Participants sit a Blue Origin space simulator during a conference on robotics and artificial intelligence in Las Vegas on June 5, 2019. On Saturday, Blue Origin announced that an unidentified bidder will pay $28 million for a suborbital flight on the company's New Shepard vehicle. Participants sit a Blue Origin space simulator during a conference on robotics and artificial intelligence in Las Vegas on June 5, 2019. On Saturday, Blue Origin announced that an unidentified bidder will pay $28 million for a suborbital flight on the company's New Shepard vehicle. Amazon billionaire Jeff Bezos is going into space on July 20 on a reusable rocket made by his space exploration company, Blue Origin.
When a secretive start-up scraped the internet to build a facial-recognition tool, it tested a legal and ethical limit -- and blew the future of privacy in America wide open. In May 2019, an agent at the Department of Homeland Security received a trove of unsettling images. Found by Yahoo in a Syrian user's account, the photos seemed to document the sexual abuse of a young girl. One showed a man with his head reclined on a pillow, gazing directly at the camera. The man appeared to be white, with brown hair and a goatee, but it was hard to really make him out; the photo was grainy, the angle a bit oblique. The agent sent the man's face to child-crime investigators around the country in the hope that someone might recognize him. When an investigator in New York saw the request, she ran the face through an unusual new facial-recognition app she had just started using, called Clearview AI. The team behind it had scraped the public web -- social media, employment sites, YouTube, Venmo -- to create a database with three billion images of people, along with links to the webpages from which the photos had come. This dwarfed the databases of other such products for law enforcement, which drew only on official photography like mug shots, driver's licenses and passport pictures; with Clearview, it was effortless to go from a face to a Facebook account. The app turned up an odd hit: an Instagram photo of a heavily muscled Asian man and a female fitness model, posing on a red carpet at a bodybuilding expo in Las Vegas. The suspect was neither Asian nor a woman. But upon closer inspection, you could see a white man in the background, at the edge of the photo's frame, standing behind the counter of a booth for a workout-supplements company. On Instagram, his face would appear about half as big as your fingernail. The federal agent was astounded. The agent contacted the supplements company and obtained the booth worker's name: Andres Rafael Viola, who turned out to be an Argentine citizen living in Las Vegas.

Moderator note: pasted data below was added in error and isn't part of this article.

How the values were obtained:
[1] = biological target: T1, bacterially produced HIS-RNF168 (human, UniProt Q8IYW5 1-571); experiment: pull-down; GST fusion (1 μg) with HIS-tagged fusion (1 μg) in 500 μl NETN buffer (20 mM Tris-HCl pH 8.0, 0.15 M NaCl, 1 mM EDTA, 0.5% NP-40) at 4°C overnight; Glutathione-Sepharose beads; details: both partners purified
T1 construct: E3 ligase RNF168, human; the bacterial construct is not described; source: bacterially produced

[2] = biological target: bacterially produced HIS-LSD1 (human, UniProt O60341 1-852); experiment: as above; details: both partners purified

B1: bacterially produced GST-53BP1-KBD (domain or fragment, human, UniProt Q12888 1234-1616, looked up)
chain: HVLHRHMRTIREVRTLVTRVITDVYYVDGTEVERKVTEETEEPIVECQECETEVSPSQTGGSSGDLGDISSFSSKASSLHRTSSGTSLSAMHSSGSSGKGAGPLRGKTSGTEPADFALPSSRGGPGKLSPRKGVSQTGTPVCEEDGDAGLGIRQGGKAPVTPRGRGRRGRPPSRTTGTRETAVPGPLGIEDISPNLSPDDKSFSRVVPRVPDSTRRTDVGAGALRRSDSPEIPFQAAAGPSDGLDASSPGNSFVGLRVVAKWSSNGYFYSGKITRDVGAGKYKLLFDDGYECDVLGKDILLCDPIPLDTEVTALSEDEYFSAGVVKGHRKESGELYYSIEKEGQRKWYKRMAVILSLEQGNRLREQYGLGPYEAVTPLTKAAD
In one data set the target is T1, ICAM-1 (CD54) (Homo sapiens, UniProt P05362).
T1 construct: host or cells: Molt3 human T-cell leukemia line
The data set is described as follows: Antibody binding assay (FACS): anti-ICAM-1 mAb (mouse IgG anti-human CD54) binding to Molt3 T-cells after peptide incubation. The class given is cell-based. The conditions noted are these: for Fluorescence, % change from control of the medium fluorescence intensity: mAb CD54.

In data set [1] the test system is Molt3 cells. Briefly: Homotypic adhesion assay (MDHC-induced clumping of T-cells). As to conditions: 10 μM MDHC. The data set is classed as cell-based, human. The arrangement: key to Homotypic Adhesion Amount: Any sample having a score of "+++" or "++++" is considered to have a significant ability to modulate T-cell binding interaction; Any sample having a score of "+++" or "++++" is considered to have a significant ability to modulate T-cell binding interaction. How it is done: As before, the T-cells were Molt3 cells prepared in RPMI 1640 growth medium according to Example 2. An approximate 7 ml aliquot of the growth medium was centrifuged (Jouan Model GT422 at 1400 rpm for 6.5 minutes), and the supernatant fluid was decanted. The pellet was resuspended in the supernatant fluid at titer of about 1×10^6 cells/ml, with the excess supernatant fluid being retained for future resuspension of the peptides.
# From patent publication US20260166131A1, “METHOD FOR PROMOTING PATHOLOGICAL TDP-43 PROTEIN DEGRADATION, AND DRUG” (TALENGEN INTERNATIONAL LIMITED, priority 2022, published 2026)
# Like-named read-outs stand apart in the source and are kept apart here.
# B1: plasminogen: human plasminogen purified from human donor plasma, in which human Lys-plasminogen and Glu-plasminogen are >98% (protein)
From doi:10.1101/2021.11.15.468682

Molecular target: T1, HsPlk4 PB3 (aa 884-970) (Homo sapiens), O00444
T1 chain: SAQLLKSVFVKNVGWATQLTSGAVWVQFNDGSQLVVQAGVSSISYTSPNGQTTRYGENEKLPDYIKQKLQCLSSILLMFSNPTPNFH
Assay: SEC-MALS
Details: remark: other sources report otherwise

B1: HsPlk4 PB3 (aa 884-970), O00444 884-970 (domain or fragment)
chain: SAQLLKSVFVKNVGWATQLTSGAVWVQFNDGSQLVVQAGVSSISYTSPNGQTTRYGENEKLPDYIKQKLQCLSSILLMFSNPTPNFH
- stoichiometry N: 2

Paul Lipman has worked in cybersecurity for 10-plus years. The onset of Covid-19 necessitated a work-from-home environment on an unprecedented scale. Large and small companies raced to reframe and reevaluate cybersecurity measures within a massive BYOD environment and amid increased Covid-19-related phishing scams and cyberattacks like the recent ransomware attacks against the Clark County School District (CCSD) in Las Vegas and United Health Services. Regulations like GDPR and CCPA helped make the collection of consumer data and privacy a matter of law instead of just good practice. However, consumers remain skeptical of businesses that continue to put profit ahead of privacy after breaches, like Facebook, TikTok and YouTube.
Every year, I see people swarm the floor of the Consumer Electronics Show (CES) -- usually held in Las Vegas -- along with tweets, videos, and articles about weird but fascinating gadgets. I've never been to the CES in person, but the coronavirus pandemic forced the event to be virtual this year, and I could'attend' the event for the first time. While CES is all about new gadgets with new standards such as Wi-Fi 6 and mini-LED, it's also about crazy home devices. I got to explore a lot of these devices through pitches in my inbox, a few articles, and tweets going around. So, here's a list of devices, I don't really need, but still want in my home.